Colin Timothy Gagnon (sacredspud) wrote,
Colin Timothy Gagnon

31 Days of Halloween: Mad Monster Party?

When people think of Rankin/Bass Productions, they generally think of their Christmas TV specials, specifically Rudolph the Red-Nosed Reindeer, and Frosty the Snowman. In addition to those, Rankin/Bass did quite a few other specials (most justly forgotten (ahem, A Year Without A Santa Claus)), and a number of theatrical movies. Kids who grew up in the '80s probably remember The Hobbit, The Last Unicorn, and The Flight of Dragons. Wikipedia also tells me they were responsible for Thundercats. Did you know that? I had no idea.

Mad Monster Party? is one I hadn't heard of until a few years ago. It was a stop-motion feature released in theaters in 1967 and came out on DVD in 2003, but I really hadn't heard of it until it started showing up in used DVD stores (remember those, way back in 2007?). It's a nostalgia piece for people who are a decade or two older than I am. I hadn't seen it before, and I wasn't unfavorably impressed, but it's the kind of thing I'd have appreciated much better as a child.

Mad Monster Party? opens on Evil Island. Baron Boris von Frankenstein has created an elixir which can cause living things to combust in spectacular stock footage explosions. Having achieved one of his greatest ambitions, he releases a colony of bats, each carrying an invitation to a convention that he intends to hold at his castle. We see the invitations accepted by count Dracula (voiced by Allen Swift), The Wolf-Man (voiced by Allen Swift), The Creature from the Black Lagoon (voiced by Allen Swift), The Hunchback of Notre Dame (voiced by Allen Swift), Dr. Jekyll and Mr. Hyde (voiced by Allen Swift and Allen Swift, respectively), The Mummy (voiced by Allen Swift), The Invisible Man (voiced by Allen Swift), and mild-mannered stock-boy, Felix Flanken (voiced by Allen Swift).

Incidentally, I don't know who Allen Swift is, but he did all the male voices in the movie, except for Baron Frankenstein, ably played by Boris Karloff who was only required to sound like himself. It's pretty impressive.

Anyway, Baron Frankenstein lives with his attractive assistant Francesca, The Monster (referred to here as Fang), and The Monster's Mate (which is the character's actual name). During the preparation for the party, the Baron explains that IT is explicitly not invited ("You remember how bad things were the last time IT came to the island!"), and lets slip to Francesca that he plans to hand control of the world's monsters over to Felix, who happens to be his nephew. Francesca is not pleased. The Baron tells her she'll learn to like him.

The monsters begin to arrive, and we get a lot of corny, Munsters-style monster hijinks. Dracula makes a lot of borderline risque neck-biting jokes, the invisible man keeps startling people by not being where they expect him to be, and Felix's poor eyesight causes him to mistake the Wolf Man for a woman. This is pedestrian kiddie "horror" material.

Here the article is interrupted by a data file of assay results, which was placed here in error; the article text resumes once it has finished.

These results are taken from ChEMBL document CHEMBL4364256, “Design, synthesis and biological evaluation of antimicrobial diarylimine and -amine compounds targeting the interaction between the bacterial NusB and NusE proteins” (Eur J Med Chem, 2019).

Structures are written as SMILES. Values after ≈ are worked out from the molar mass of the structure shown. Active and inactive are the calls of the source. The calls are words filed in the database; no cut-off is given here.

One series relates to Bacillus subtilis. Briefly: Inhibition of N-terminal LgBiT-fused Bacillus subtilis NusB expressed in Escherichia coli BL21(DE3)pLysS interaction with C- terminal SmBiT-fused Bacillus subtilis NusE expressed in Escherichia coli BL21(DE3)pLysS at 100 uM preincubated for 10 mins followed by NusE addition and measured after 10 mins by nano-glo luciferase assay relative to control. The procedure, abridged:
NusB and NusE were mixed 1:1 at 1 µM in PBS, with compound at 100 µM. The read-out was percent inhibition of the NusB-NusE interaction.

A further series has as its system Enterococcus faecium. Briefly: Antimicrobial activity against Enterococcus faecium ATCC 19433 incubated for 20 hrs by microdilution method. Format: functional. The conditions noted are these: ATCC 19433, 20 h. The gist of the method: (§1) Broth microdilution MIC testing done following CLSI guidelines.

At dinner, Frankenstein announces that he's going to step down, and will name his successor tomorrow. The monsters begin discussing their eligibility for the position of ruler of the monsters, and each one has his own good argument ("Mmmmm mmm mmmmm mm mmmm," explains the mummy, in great detail).

At some point Felix is outed as the Baron's choice, though I'm not sure when or how this happened because I wasn't paying enough attention, apparently. They begin trying to bump him off, but he's oblivious until Francesca finds herself in danger, and he must rescue her. Then a bunch of other stuff happens, including the appearance of the aforementioned IT, and an explosion which kills nearly everybody.

Should I not have mentioned the explosion? Sorry. The Baron's elixir shows up again at the very end, and it's a surprise, not for plotting reasons but because this very few kid's movies end with a character committing suicide and taking everyone else with him. Felix and Francesca survive, because that's how movies work.

Mad Monster Party? was co-written by Mad Magazine's Harvey Kurtzman and that doesn't surprise me. Mad has always employed a style which involves shoehorning as many jokes onto the page as possible; one page might feature fifteen competing punchlines. Some might fall flat, but nobody cares as long as there are a couple of good ones. Unfortunately, it's a lot easier to do that on paper than it is in a movie where you can't pile dialogue on top of itself. The jokes seem to be chosen for their kid-friendliness, and a lot of them are just not very clever.

The voice acting is pretty good, by which I mean that Allen Swift is pretty good. I don't really know the man's work, but IMDB says I've heard him before. He's a good enough mimic that my wife had to ask if Felix was voiced by Jimmy Stewart, and he does an impressive Peter Lorre. I was not fond of Phyllis Diller as The Monster's Mate. She laughs at about a third of her own dialogue, and it becomes grating after a little while.

If nothing else, it's a good-looking film. Rankin/Bass dabbled in various types of animation, but they really do a nice job with stop-motion (which they called "Animagic"), and Mad Monster Party? is a rare look at what they could do with a higher (but still modest) budget. It's fun, but if you're old enough to be reading this you're probably looking for something a bit more sophisticated.

Click here for the trailer.
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